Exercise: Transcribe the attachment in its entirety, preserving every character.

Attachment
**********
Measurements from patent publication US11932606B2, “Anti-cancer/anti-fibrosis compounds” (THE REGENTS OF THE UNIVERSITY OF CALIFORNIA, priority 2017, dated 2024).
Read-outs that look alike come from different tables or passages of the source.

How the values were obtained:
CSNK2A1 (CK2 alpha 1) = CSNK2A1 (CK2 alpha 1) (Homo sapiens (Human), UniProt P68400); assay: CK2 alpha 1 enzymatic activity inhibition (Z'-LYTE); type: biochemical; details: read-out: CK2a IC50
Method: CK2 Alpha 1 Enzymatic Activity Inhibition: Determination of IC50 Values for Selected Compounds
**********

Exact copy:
Measurements from patent publication US11932606B2, “Anti-cancer/anti-fibrosis compounds” (THE REGENTS OF THE UNIVERSITY OF CALIFORNIA, priority 2017, dated 2024).
Read-outs that look alike come from different tables or passages of the source.

How the values were obtained:
CSNK2A1 (CK2 alpha 1) = CSNK2A1 (CK2 alpha 1) (Homo sapiens (Human), UniProt P68400); assay: CK2 alpha 1 enzymatic activity inhibition (Z'-LYTE); type: biochemical; details: read-out: CK2a IC50
Method: CK2 Alpha 1 Enzymatic Activity Inhibition: Determination of IC50 Values for Selected Compounds